Location theory is a stream of economic thought that incorporates geographic location as one of the variables that determine the market balance.
The objective of location theory is to study how space plays a key role in the decisions of producers and consumers. This is due to the fact that the supply of a merchandise and its demand can be found at distant points, which generates costs (such as those corresponding to the freight of the transport).
Characteristics of Location Theory
Between the characteristics of the theory of the location they emphasize:
- They not only analyze the impact of transport costs, but also the opportunity costs for the transfer time.
- We can understand the above with an example. Imagine that a person must travel half an hour to get to the supermarket of their choice. Those thirty minutes could be used for a productive activity or, in any case, for a leisure activity that would generate satisfaction.
- The price of a good may vary, depending on its location, by having to incorporate the cost of your transfer.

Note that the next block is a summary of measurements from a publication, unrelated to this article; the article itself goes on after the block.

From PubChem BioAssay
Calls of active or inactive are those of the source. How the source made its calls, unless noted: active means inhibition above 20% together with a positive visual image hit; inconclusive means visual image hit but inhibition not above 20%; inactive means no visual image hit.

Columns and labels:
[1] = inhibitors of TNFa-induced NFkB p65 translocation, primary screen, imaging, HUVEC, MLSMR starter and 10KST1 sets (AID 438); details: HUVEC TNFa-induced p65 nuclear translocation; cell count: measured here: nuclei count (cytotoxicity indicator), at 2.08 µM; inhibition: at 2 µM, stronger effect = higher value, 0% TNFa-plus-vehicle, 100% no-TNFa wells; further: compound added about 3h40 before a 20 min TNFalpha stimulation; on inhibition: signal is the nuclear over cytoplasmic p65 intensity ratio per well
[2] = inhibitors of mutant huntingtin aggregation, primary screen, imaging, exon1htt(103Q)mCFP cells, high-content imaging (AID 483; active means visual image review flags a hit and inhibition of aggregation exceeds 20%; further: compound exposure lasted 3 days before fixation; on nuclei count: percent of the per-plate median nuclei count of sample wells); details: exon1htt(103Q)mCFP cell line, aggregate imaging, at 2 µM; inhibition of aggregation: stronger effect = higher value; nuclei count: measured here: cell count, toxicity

- When the product must be transported, indirect communication and information costs are generated that are part of the logistics administration. In this way, it is monitored that the merchandise arrives at its destination in the appropriate conditions.
- In some cases, it is the consumer who moves to acquire the good or service.
- The rational thing is that consumers and producers seek to reduce transport costs when making their decisions. That is, a company will consider the distance from its customers, for example, as a decision variable when choosing where to build its new factory.
- As transport costs have been decreasing in recent decades, thanks to technological development, de-concentration of production has been possible. In the mid-twentieth century, it would probably not have been profitable for a firm to manufacture its merchandise on one continent to sell them on another.
Theory of Location and Agglomeration Costs
Location theory is related to the agglomeration economies. This concept refers to the benefits that companies obtain when they are located near each other, being able to be suppliers and customers.
Likewise, agglomeration economies also refer to the utility it generates for a company to be close to the final consumer. This, due to the savings in distribution costs.